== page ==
UBCO COSC370, BSPlib project: Week 1: Getting up to speed with MulticoreBSP

In this exercise you will install MulticoreBSP, learn how to write a simple BSPlib program and perform some simple communication between processes.

MulticoreBSP is available here.

1 Install MulticoreBSP

First install MulticoreBSP as described here. Follow the instructions and verify that you get the same output when running the compiled example.c (the example program you find on the quick-start page, also available here):

Task 1: Verify that the output you get when running example.c is similar to the following:

How many threads do you want started? There are 4 cores available.
4
Hello world from thread 3 out of 4!
Hello world from thread 2 out of 4!
Hello world from thread 0 out of 4!
Hello world from thread 1 out of 4!

Of course, the output will differ depending on the number of cores in your machine. Furthermore, the order of the output will change for each run.

Do not worry if you do not understand all the code of example.c. The important code is between bsp_begin() and bsp_end() in the function spmd:

bsp_begin( P );
printf( "Hello world from thread %d out of %d!\n", bsp_pid(), bsp_nprocs() );
bsp_end();

The first line (bsp_begin(P)) starts a SPMD-section. SPMD stands for Single Program, Multiple Data, and denotes the part of the program that will be run in parallel. As the name implies, all processors run the same code, (Single Program), but each process has their own variables and memory (Multiple Data).

The argument P given to bsp_begin denotes the number of processors that are requested by the user when running the program. The code between bsp_begin() and bsp_end() will then be executed by P procesors running in parallel. There are thus P calls to printf. The functions bsp_pid() and bsp_nprocs() returns the unique identifer of each process (an integer between \(0\) and \(P-1\)) and bsp_nprocs() returns P.

Task 2: Note the number the number of cores available in your machine, which you can read from the output of the program (for instance, the output above comes from a machine with 4 cores). What happens if you change the bsp_begin( P ); line to one less or one more than the number of available cores, e.g. bsp_begin( 3 ); or bsp_begin( 5 );?

2 A first foray into BSP

After the example program, we shall try writing a real program. BSP programs consist of a series of supersteps. In each superstep, each process does some local computation. Processes then synchronize before starting the next superstep.

The first BSP program we write is called shift and consists of 3 supersteps:

  • (1) Each process \(i\) declares a variable x in which it stores the it's own process identifier.
  • (2) Then process \(i\) sends its processes identifier to their neighbor to the left, i.e. process \(i+1 % p\), where \(p\) is the number of processors. This ensure that the last process sends its identifier to the first process.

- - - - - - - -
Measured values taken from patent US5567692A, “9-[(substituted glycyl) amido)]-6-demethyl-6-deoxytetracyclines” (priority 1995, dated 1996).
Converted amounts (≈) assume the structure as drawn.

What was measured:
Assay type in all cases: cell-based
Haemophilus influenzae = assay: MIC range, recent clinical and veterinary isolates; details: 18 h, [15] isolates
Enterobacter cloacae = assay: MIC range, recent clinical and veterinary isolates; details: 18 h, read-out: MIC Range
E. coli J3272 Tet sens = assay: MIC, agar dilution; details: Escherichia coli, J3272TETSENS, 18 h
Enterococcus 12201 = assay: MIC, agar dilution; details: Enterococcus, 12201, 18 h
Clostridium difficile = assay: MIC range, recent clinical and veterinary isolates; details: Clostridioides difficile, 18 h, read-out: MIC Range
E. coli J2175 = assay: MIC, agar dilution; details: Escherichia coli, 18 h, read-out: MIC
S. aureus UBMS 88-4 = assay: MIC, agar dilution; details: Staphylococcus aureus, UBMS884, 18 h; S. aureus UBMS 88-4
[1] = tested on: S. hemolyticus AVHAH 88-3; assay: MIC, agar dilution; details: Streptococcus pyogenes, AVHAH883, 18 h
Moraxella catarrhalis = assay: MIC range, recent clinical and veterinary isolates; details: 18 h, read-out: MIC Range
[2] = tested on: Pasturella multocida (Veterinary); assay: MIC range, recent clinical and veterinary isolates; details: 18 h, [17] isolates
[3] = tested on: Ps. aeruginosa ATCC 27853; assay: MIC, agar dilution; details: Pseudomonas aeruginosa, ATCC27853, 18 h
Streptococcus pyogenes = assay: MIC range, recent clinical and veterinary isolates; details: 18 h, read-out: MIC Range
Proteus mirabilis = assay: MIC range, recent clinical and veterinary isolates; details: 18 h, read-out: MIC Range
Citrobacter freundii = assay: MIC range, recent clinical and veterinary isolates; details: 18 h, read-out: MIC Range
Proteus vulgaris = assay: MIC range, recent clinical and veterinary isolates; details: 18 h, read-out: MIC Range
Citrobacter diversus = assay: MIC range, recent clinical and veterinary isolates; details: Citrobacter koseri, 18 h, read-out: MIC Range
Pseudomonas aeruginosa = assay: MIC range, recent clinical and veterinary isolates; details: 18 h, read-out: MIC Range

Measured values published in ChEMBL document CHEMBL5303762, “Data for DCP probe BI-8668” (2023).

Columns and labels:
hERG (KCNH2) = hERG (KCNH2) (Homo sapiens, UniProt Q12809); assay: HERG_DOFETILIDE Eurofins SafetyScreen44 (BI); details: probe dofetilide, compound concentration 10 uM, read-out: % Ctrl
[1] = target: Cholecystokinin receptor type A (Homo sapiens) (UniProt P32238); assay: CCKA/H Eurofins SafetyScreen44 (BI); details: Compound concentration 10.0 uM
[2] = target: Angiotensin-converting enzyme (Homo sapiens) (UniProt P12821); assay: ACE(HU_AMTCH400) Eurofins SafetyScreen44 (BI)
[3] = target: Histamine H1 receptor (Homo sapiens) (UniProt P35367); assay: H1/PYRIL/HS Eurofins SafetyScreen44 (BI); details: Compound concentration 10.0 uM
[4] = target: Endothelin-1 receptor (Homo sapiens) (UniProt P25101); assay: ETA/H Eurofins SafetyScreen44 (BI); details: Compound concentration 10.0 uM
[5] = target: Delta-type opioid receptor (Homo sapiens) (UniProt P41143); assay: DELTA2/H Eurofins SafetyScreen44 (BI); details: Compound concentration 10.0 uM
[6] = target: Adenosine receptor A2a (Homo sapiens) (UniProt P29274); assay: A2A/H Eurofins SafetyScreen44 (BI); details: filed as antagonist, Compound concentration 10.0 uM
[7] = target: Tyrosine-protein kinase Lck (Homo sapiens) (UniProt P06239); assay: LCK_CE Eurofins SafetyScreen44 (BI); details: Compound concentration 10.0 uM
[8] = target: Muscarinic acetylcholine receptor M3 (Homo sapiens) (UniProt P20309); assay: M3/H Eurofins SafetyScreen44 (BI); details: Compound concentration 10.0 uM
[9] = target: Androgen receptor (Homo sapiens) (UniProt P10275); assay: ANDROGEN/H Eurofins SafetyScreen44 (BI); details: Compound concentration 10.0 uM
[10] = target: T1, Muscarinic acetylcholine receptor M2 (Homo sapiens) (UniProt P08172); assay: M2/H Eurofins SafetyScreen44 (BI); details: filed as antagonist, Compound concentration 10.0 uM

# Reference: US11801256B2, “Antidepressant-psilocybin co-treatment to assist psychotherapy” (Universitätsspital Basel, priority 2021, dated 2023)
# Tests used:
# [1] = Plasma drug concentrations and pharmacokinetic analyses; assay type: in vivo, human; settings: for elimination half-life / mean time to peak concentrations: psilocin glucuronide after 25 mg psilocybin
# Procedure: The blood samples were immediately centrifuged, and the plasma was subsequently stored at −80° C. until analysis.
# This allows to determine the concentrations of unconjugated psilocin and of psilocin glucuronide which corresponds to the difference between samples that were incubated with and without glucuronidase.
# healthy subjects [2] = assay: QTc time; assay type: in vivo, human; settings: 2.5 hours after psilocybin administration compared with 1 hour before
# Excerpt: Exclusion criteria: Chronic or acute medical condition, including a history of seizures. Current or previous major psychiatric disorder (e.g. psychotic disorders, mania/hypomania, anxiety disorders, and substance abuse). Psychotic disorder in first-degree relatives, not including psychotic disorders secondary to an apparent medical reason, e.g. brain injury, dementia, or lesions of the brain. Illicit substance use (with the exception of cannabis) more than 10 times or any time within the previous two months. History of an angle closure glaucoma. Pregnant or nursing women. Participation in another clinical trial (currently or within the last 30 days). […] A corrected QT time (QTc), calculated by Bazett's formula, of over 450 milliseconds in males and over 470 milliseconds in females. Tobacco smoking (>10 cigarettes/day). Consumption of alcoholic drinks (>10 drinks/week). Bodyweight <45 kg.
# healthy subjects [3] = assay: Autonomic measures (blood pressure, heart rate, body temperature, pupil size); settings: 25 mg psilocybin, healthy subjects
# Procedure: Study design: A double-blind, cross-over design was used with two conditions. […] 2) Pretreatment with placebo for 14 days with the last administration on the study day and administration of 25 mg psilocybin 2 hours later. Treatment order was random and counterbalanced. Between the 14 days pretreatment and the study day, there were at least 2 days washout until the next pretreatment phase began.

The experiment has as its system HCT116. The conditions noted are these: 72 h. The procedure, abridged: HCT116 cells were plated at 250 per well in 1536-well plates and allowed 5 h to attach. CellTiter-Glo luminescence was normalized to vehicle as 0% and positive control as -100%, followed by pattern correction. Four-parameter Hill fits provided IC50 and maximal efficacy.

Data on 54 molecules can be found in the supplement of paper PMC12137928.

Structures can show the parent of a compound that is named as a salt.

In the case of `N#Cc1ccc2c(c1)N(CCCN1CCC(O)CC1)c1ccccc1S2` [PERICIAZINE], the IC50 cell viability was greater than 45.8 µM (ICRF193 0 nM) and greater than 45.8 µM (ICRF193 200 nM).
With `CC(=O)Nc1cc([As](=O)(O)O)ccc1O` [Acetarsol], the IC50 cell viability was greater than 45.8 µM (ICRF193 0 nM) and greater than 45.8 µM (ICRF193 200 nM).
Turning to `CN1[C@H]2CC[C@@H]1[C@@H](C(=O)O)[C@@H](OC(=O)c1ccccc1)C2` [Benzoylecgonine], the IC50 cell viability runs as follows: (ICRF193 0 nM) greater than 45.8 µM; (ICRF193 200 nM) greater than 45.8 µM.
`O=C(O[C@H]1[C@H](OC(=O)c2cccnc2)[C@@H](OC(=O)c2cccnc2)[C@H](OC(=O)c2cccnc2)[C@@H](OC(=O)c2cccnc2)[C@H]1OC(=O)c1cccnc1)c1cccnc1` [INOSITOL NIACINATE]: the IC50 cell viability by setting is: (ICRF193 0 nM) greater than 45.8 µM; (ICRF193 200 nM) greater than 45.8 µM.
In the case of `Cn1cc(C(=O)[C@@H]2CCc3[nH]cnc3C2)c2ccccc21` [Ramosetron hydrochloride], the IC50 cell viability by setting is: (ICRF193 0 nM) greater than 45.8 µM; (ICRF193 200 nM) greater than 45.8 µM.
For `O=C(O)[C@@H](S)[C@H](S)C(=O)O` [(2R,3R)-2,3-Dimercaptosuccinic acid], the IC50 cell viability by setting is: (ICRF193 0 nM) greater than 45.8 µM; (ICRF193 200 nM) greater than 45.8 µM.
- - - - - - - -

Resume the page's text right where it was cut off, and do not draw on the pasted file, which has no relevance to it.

• (3) Finally, each process outputs their own identifier and the one they have received from their neighbor.

In more detail, the program shall do the following:

  1. First superstep:
    1. Each process declares an integer s and stores its process identifier inside the integer (given by bsp_pid()). It also declares an integer r.
    2. Each process registers the address of r, given by &r using bsp_push_reg(). In order for processes to communicate, they must register the source or destination memory areas.
    3. Registers take effect at the next superstep, so we must complete this superstep using bsp_sync() before communicating.
  2. Second superstep:
    1. Each process sends their value of s to the variable r of their neighbor to the right using bsp_put().
    2. The register r is now no longer needed, and can be deregistered using bsp_pop_reg.
    3. Communication is buffered and takes effect at the next superstep, so we must complete this superstep using bsp_sync() before continuing.
  3. Third and final superstep:
    1. Each process now have the identifier of their neighbor in their variable r. The value of r is printed using printf.
    2. We have finished the computation and end the SPMD-section with the bsp_end()-function.

In code, this gives:

bsp_begin(P);

// 1.1
int s = bsp_pid();
int r;
// 1.2
bsp_push_reg(&r, sizeof(r));
// 1.3
bsp_sync();

// 2.1
bsp_put((bsp_pid() + 1) % bsp_nprocs(), &s, &r, 0, sizeof(s));
// 2.2
bsp_pop_reg(&r);
// 2.3
bsp_sync();

// 3.1
printf("Process %d received the identifier %d\n", s, r);
// 3.2

bsp_end();

Task 2: Paste the code above in the function spmd of example.c. Compile and run the program. Note the output. If it works, you should see something like:

Process 0 received the identifier 3
Process 3 received the identifier 2
Process 1 received the identifier 0
Process 2 received the identifier 1

Task 3: Modify the program so that processes sends their identifier to the neighbor to the left instead of right.

Task 4: Modify the program so that a random value is sent instead of a the process identifier. A random value can be obtained using the rand-function.

Task 5: If we shift \(p\) times, where \(p\) is the number of processors as returned by bsp_nprocs(), then each process should have the same value in r as in s. Verify that this is the case.

Back to overview.

Author: Arvid Jakobsson (arvid.jakobsson@huawei.com)

Created: 2018-02-19 Mon 15:27

Emacs 24.5.1 (Org mode 8.2.10)

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